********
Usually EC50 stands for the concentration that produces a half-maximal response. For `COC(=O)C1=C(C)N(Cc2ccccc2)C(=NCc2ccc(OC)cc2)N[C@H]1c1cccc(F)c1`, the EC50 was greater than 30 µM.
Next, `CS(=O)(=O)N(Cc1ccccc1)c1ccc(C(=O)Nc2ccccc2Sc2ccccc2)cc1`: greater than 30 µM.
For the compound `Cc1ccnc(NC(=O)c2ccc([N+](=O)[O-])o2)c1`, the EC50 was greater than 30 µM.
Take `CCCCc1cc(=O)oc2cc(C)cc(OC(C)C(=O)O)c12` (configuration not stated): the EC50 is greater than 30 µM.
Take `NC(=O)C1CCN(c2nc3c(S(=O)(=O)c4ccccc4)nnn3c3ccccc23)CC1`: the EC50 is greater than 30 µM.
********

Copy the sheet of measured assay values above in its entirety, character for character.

Usually EC50 stands for the concentration that produces a half-maximal response. For `COC(=O)C1=C(C)N(Cc2ccccc2)C(=NCc2ccc(OC)cc2)N[C@H]1c1cccc(F)c1`, the EC50 was greater than 30 µM.
Next, `CS(=O)(=O)N(Cc1ccccc1)c1ccc(C(=O)Nc2ccccc2Sc2ccccc2)cc1`: greater than 30 µM.
For the compound `Cc1ccnc(NC(=O)c2ccc([N+](=O)[O-])o2)c1`, the EC50 was greater than 30 µM.
Take `CCCCc1cc(=O)oc2cc(C)cc(OC(C)C(=O)O)c12` (configuration not stated): the EC50 is greater than 30 µM.
Take `NC(=O)C1CCN(c2nc3c(S(=O)(=O)c4ccccc4)nnn3c3ccccc23)CC1`: the EC50 is greater than 30 µM.